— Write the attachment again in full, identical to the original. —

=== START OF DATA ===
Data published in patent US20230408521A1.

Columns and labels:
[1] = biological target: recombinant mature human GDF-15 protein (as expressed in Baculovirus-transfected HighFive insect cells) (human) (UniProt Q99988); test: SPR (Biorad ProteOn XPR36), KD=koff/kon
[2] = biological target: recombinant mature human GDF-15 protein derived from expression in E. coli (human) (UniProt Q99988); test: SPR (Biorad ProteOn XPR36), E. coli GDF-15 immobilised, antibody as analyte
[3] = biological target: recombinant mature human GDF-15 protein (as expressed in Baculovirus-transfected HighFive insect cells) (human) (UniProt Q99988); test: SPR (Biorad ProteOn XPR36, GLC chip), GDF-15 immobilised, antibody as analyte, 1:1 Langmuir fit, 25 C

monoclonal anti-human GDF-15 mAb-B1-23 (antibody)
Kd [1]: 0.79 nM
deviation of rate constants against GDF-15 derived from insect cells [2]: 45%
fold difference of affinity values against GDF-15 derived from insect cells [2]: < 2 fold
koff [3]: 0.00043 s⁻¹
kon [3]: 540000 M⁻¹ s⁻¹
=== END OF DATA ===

Data published in patent US20230408521A1.

Columns and labels:
[1] = biological target: recombinant mature human GDF-15 protein (as expressed in Baculovirus-transfected HighFive insect cells) (human) (UniProt Q99988); test: SPR (Biorad ProteOn XPR36), KD=koff/kon
[2] = biological target: recombinant mature human GDF-15 protein derived from expression in E. coli (human) (UniProt Q99988); test: SPR (Biorad ProteOn XPR36), E. coli GDF-15 immobilised, antibody as analyte
[3] = biological target: recombinant mature human GDF-15 protein (as expressed in Baculovirus-transfected HighFive insect cells) (human) (UniProt Q99988); test: SPR (Biorad ProteOn XPR36, GLC chip), GDF-15 immobilised, antibody as analyte, 1:1 Langmuir fit, 25 C

monoclonal anti-human GDF-15 mAb-B1-23 (antibody)
Kd [1]: 0.79 nM
deviation of rate constants against GDF-15 derived from insect cells [2]: 45%
fold difference of affinity values against GDF-15 derived from insect cells [2]: < 2 fold
koff [3]: 0.00043 s⁻¹
kon [3]: 540000 M⁻¹ s⁻¹